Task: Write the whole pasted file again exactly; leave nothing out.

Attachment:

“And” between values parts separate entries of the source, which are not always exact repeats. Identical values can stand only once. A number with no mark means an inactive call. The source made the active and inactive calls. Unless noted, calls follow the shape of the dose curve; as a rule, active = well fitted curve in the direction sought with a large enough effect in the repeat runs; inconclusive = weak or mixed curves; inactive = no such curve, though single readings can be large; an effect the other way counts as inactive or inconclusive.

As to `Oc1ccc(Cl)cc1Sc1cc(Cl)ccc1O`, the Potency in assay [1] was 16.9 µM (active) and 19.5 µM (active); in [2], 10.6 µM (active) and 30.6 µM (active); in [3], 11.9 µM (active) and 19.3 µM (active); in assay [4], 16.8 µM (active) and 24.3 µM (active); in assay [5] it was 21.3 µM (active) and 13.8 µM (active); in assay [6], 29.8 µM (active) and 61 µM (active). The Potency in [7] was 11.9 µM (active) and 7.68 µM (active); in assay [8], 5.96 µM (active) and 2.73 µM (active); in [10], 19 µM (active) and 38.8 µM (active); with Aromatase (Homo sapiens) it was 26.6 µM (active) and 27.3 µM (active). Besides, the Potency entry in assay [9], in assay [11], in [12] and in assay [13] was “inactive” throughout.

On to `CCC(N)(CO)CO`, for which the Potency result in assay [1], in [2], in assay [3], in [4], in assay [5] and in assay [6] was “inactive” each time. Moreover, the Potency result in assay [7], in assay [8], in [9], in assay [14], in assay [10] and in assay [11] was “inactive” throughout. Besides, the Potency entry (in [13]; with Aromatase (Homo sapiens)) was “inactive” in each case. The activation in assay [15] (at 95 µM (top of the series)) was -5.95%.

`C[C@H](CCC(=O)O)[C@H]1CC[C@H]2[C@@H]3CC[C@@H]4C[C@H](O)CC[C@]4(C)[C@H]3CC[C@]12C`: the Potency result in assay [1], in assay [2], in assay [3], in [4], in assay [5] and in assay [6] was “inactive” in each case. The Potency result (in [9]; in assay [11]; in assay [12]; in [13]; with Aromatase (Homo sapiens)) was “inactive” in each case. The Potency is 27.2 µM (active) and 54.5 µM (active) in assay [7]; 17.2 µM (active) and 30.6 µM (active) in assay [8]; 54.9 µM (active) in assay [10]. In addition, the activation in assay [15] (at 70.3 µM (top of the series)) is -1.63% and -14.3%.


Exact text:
“And” between values parts separate entries of the source, which are not always exact repeats. Identical values can stand only once. A number with no mark means an inactive call. The source made the active and inactive calls. Unless noted, calls follow the shape of the dose curve; as a rule, active = well fitted curve in the direction sought with a large enough effect in the repeat runs; inconclusive = weak or mixed curves; inactive = no such curve, though single readings can be large; an effect the other way counts as inactive or inconclusive.

As to `Oc1ccc(Cl)cc1Sc1cc(Cl)ccc1O`, the Potency in assay [1] was 16.9 µM (active) and 19.5 µM (active); in [2], 10.6 µM (active) and 30.6 µM (active); in [3], 11.9 µM (active) and 19.3 µM (active); in assay [4], 16.8 µM (active) and 24.3 µM (active); in assay [5] it was 21.3 µM (active) and 13.8 µM (active); in assay [6], 29.8 µM (active) and 61 µM (active). The Potency in [7] was 11.9 µM (active) and 7.68 µM (active); in assay [8], 5.96 µM (active) and 2.73 µM (active); in [10], 19 µM (active) and 38.8 µM (active); with Aromatase (Homo sapiens) it was 26.6 µM (active) and 27.3 µM (active). Besides, the Potency entry in assay [9], in assay [11], in [12] and in assay [13] was “inactive” throughout.

On to `CCC(N)(CO)CO`, for which the Potency result in assay [1], in [2], in assay [3], in [4], in assay [5] and in assay [6] was “inactive” each time. Moreover, the Potency result in assay [7], in assay [8], in [9], in assay [14], in assay [10] and in assay [11] was “inactive” throughout. Besides, the Potency entry (in [13]; with Aromatase (Homo sapiens)) was “inactive” in each case. The activation in assay [15] (at 95 µM (top of the series)) was -5.95%.

`C[C@H](CCC(=O)O)[C@H]1CC[C@H]2[C@@H]3CC[C@@H]4C[C@H](O)CC[C@]4(C)[C@H]3CC[C@]12C`: the Potency result in assay [1], in assay [2], in assay [3], in [4], in assay [5] and in assay [6] was “inactive” in each case. The Potency result (in [9]; in assay [11]; in assay [12]; in [13]; with Aromatase (Homo sapiens)) was “inactive” in each case. The Potency is 27.2 µM (active) and 54.5 µM (active) in assay [7]; 17.2 µM (active) and 30.6 µM (active) in assay [8]; 54.9 µM (active) in assay [10]. In addition, the activation in assay [15] (at 70.3 µM (top of the series)) is -1.63% and -14.3%.